How Stop & Shop lost me as a customer

By | February 10, 2013

February 10, 2013

The Stop & Shop Supermarket Company, LLC
Attention: Consumer Affairs
1385 Hancock Street
Quincy, MA  02169

To whom it may concern:

My wife and I spend over ___ on groceries every year. Until today, a large fraction of that was spent at Stop & Shop. However, after what happened to me today, I will go out of my way to give Stop & Shop as little of my business as possible.

The school our children attend in Watertown held a community service day today. Students and their families came to the school in large numbers, despite the recent blizzard, to create various items needed by non-profit organizations within our community. Unfortunately, we discovered at the start of the event that a few things we needed for the projects were missing, so I drove over to the nearby Stop & Shop on Pleasant Street to get them. Since I was already there, I also threw a few items in my cart for my family.

When I got to the checkout aisle and had rung up my $31.20 worth of groceries, I discovered that I had forgotten my wallet at home, a half hour drive away. Cursing my own stupidity, I told an associate what had happened, explained that though my wallet was at home my checkbook was about five minutes away at the school, and asked if I could pay by check. She assured me that I could, and I ran off to the parking lot to drive to the school, grab my checkbook, and drive back to the store.

Less than 15 minutes later, I returned to the store and presented my check. When the associate attempted to ring up my order, she informed me that since it was the first time I was paying by check, she would need to see ID. “But I don’t have any ID. It’s in my wallet. That’s why it’s the first time I’m paying by check – I usually pay by credit card – and that’s why I’m paying by check in the first place.” She called over another associate to whom I explained the situation. She said she would take the check without ID and just had to call over the manager.

The manager, upon his arrival, informed me that it was simply impossible to accept my check without ID. I explained to him that I was buying items for a community service activity in progress at that very moment at a nearby school. I explained to him that I was a regular customer at that Stop & Shop, where I shop several times per month. I explained to him that he could look up my Stop & Shop number and see that my name and address there matched the name and address on the check. None of this mattered; he insisted that he simply could not accept my check without ID.

Given that most banks, including mine, allow merchants to verify checks by telephone, there was absolutely no excuse for refusing to take my check.

I next offered to leave my $200 smart-phone with him as collateral if he would just let me rush back to the school with the few items that were needed there (less than $20 worth of merchandise) and then come back with payment for the entire $31.20. Even this, he refused to do.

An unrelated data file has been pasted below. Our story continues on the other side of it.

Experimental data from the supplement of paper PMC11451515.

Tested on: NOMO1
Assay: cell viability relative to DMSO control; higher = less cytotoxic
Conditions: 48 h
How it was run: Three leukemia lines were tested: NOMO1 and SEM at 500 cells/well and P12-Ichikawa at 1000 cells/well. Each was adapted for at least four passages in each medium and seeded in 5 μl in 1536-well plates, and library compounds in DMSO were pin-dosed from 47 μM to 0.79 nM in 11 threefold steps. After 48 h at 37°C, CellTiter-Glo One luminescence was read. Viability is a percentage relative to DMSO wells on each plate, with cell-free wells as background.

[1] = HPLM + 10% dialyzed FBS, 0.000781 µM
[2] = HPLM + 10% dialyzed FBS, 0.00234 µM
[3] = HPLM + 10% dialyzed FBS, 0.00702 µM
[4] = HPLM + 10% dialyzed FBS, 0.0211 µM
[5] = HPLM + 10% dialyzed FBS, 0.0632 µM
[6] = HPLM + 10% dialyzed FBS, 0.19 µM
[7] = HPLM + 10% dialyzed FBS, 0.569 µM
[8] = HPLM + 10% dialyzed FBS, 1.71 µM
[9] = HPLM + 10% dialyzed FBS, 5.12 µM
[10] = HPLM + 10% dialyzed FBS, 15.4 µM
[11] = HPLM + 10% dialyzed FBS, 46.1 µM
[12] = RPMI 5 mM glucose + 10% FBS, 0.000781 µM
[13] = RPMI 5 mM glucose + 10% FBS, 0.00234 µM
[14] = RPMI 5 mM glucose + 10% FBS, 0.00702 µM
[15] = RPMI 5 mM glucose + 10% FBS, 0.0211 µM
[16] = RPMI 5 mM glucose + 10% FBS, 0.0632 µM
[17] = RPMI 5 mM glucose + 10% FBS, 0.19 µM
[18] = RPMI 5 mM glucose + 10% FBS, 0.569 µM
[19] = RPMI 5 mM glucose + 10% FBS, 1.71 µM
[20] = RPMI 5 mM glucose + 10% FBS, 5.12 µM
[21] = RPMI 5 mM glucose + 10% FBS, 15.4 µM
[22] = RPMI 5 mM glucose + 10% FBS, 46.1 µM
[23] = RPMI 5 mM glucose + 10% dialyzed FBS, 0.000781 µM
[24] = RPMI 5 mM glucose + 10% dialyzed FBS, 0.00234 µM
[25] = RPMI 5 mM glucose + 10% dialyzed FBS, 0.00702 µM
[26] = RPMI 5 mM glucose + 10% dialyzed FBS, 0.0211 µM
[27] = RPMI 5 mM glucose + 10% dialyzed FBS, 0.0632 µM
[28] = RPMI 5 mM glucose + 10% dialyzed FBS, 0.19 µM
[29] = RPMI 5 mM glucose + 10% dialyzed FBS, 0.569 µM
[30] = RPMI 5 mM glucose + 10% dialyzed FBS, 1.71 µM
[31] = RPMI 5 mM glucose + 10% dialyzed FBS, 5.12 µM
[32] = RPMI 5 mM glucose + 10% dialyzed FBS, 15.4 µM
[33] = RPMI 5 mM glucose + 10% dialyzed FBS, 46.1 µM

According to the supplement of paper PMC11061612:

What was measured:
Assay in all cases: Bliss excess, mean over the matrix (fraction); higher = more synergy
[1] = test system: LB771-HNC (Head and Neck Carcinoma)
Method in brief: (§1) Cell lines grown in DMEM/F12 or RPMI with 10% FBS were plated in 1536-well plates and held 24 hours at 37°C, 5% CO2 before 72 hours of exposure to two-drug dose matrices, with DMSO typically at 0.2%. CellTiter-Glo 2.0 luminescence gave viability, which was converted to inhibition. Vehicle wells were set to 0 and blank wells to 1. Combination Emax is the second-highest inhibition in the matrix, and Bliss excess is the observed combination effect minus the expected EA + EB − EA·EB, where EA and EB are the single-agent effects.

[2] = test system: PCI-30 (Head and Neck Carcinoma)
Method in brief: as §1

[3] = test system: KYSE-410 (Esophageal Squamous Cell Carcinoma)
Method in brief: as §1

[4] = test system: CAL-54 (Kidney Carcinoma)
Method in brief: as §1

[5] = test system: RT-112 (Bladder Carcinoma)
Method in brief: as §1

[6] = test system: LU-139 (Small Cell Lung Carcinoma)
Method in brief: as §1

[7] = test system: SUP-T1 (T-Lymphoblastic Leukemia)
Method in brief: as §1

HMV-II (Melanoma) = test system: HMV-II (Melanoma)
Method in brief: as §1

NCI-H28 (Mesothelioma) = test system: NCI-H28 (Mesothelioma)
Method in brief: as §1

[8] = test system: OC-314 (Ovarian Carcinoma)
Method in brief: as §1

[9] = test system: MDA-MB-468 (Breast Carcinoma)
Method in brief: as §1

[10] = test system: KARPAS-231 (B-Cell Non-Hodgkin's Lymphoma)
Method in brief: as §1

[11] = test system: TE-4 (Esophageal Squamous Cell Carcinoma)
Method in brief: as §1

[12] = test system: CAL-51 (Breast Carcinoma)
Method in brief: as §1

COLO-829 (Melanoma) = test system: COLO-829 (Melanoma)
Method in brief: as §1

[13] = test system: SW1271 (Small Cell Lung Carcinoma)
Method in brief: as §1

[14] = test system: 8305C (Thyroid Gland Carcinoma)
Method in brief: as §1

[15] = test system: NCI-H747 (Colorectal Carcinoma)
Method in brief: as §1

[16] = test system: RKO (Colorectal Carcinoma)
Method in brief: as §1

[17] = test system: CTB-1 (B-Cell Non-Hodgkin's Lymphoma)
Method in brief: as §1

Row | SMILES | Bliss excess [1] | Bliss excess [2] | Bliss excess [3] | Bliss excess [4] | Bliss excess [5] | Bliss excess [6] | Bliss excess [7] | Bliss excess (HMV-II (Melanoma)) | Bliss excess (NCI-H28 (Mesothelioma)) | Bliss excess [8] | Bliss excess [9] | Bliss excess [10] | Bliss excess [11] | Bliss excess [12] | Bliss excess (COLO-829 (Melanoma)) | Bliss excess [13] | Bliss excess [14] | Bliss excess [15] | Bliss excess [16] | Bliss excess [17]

At this point, one of the other employees, who could see that I was clearly sincere and could be trusted, offered to pay for my order out of her own pocket, but she didn’t have enough cash on her. Another customer who had overheard the exchange walked over and handed me $20 in cash, which I did my best, unsuccessfully, to refuse because I had no way of paying her back; she said that I should just make a $20 donation to charity and we would be even.

I ended up calling another parent at the school and asking him to come to the store to pay for the groceries, which delayed even more the start of the activities that needed them. Not to mention that it was inconvenient to him and both inconvenient and rather embarrassing to me.

Obviously, if we had remembered to buy the needed items in advance, or if I had remembered my wallet this morning, all of this trouble could have been avoided. Nevertheless, it is entirely unacceptable that your store manager was either so stubborn or so restricted by your corporate policies that he treated a verifiably good customer poorly over a potential loss of at most $31.20, when each of your stores probably loses many times more than that to shoplifting every single day.

I will not willingly give my money to a business which treats its customers this way. While I can’t say I’ll never patronize a Stop & Shop supermarket again – I’m sure there will be times when I have no choice – I promise you will be seeing a lot less of me.


Jonathan Kamens

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2 thoughts on “How Stop & Shop lost me as a customer

  1. Pingback: Stop & Shop just about redeems itself « Something better to do

  2. Nate

    I could see Stop and Shop’s point up until you mentioned they could look up your Stop and Shop number… that totally should have been ok for one relatively small purchase in an exceptional circumstance. At worst they stood to lose $31 in merchandise, at best they do a tiny favor for someone in distress.

    Seriously, when’s the last time someone used a fraudulent check to buy $31 worth of groceries? The manager should be given leeway to use his best judgment in this case (and in this case, almost anyone should have been willing).


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